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About this Program

A radiation therapist works with a team of oncology professionals who use carefully targeted doses of powerful radiation beams to destroy tumors without permanently damaging the surrounding normal tissues.

The radiation therapist is directly responsible for the daily treatment of patients using sophisticated equipment. Since these treatments are normally given daily for up to seven weeks, radiation therapists often develop close relationships with their patients.

Radiation therapy is the careful use of various kinds of high-energy ionizing radiation, such as X-rays, gamma rays, electrons, and protons, to treat cancer and other diseases.

A radiation therapist works as an integral member of a team of radiation oncology health professionals who use a variety of different ionizing radiation to treat cancer patients. Cancer is a very common disease, and radiation therapy can CURE cancer in the majority of patients and definitely improve the quality of life in others. As a therapist, you can positively impact the lives of all the patients you treat.

The radiation therapist is directly responsible for the actual daily treatment of patients with the use of sophisticated radiation-producing equipment. Since radiation treatments are usually given daily for seven or more weeks, the radiation therapist has the opportunity to develop a close relationship with each patient. The therapist can also participate in a wide range of other tasks, including the simulation of the area to be treated, the hand and computer calculations of the radiation dosage, as well as the construction of patient immobilization and beam shaping devices.

Professional Accreditation, Certification and Licensure

The program currently holds an 8-year accreditation award from the Joint Review Committee on Education in Radiologic Technology, 20 N. Wacker Drive, Suite 2850, Chicago, IL 60606-3182, 312-704-5300 http://www.jrcert.org. The next scheduled review is 11/01/2023. 

Graduates of the program are eligible to apply for the national certification exam offered by the American Registry of Radiologic Technologists. https://www.arrt.org/

The American Society of Radiologic Technologists has contact information for individual state licensure at https://www.asrt.org/main/standards-regulations/state-legislative-affairs/individual-state-licensure-info

Bachelor of Science Degree Program (BS)

For students who are transferring with at least 53 arts and science credits.

Bachelor of Professional Studies Program (BPS)

For students who have an associate's degree and are registered or registry-eligible medical radiographers.

Graduates of both programs are eligible to apply to take the American Registry of Radiologic Technologists qualifying examination.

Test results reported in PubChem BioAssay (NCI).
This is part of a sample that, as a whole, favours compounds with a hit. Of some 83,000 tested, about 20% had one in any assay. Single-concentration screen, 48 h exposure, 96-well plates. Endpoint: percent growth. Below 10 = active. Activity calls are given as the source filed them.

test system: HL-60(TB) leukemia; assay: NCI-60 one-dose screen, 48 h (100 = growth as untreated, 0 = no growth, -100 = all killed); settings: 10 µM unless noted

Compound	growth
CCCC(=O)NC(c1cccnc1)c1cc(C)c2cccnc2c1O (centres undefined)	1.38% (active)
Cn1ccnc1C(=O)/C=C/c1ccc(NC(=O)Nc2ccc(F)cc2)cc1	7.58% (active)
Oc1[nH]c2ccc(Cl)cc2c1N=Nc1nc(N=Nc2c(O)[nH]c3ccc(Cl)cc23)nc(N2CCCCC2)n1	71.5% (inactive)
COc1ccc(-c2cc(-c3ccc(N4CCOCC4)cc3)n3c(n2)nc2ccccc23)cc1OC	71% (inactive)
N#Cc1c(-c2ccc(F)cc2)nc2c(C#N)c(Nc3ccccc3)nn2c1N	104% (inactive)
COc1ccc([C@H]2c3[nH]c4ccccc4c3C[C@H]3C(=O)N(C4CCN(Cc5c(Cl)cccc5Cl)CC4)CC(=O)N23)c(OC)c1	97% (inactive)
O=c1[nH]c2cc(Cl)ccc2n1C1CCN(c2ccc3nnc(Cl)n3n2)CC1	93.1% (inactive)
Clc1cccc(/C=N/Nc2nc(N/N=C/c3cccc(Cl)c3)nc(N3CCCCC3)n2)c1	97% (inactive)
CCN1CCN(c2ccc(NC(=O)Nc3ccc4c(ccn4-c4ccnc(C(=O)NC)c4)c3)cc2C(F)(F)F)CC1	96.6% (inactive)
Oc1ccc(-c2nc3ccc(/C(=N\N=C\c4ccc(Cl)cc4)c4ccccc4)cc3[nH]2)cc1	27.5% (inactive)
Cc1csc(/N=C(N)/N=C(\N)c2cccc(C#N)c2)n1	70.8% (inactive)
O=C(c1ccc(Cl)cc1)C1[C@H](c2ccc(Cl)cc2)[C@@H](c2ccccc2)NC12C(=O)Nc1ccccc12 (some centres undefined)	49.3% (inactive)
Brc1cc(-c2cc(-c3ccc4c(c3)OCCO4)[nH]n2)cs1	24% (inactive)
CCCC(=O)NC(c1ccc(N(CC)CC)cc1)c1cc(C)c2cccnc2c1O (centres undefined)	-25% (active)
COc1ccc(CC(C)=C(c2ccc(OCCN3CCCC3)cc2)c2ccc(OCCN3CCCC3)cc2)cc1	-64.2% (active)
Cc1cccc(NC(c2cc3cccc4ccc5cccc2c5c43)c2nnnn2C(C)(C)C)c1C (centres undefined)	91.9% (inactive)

Working Conditions

Radiation Therapy is usually administered on weekdays, during normal business hours; there is very little on-call work. Radiation therapists are employed in freestanding centers, community hospitals, and academic teaching centers. Some departments employ one or two therapists, while others may have more than a dozen. Radiation therapy is a very active profession; therapists are constantly walking and talking, moving patients and equipment.

The Employment Market

The job market for therapists can fluctuate according to geographic region. Graduates who are place-bound will likely experience difficulty. Over the last three and a half decades almost all of our graduates who have passed their licensing exam and have actively looked for positions have found employment, although some have had to move and some start out in per diem or temporary positions. The 2017 Federal Bureau of Labor Statistics lists the median average annual salary for radiation therapists as $80,160 http://www.bls.gov/ooh/healthcare/home.htm Salaries typically are higher in larger metropolitan areas, and lower in smaller communities.

Graduate Mobility

Our graduates are eligible to apply to take the national board exams. This qualification is nationally recognized.

Most of our graduates start their careers as staff therapists in departments across the United States. With more experience and further education, many have moved into positions in medical dosimetry, and administration. A smaller number have gone on to become medical physicists, physician assistants, and physicians.


Exploring Radiation Therapy as a Career

Contact a local radiation therapy center. Make an appointment to talk to a therapist and find out what they like about the profession.

Resource Links

  • Joint Review Committee on Education in Radiologic Technology
    The JRCERT is dedicated to excellence in education and to quality and safety of patient care through the accreditation of educational programs in radiation and imaging sciences.
  • The American Registry of Radiologic Technologists
    It is the mission of the American Registry of Radiologic Technologists (ARRT) to recognize individuals qualified in the use of both ionizing and nonionizing radiation to promote high standards of patient care in diagnostic medical imaging, interventional procedures, and therapeutic treatment.
  • American Society of Radiologic Technologists
    The mission of the American Society of Radiologic Technologists is to give medical imaging and radiation therapy professionals the knowledge, resources and support they need to provide quality patient care.

    ASRT achieves this mission by:
    • Developing useful educational materials for radiologic technologists and delivering them in innovative ways
    • Strengthening professional standards
    • Enhancing the profession's image and reputation
    • Upholding the profession's code of ethics
    • Promoting unity within the profession while respecting its diversity
    • Supporting research and progress in the radiologic sciences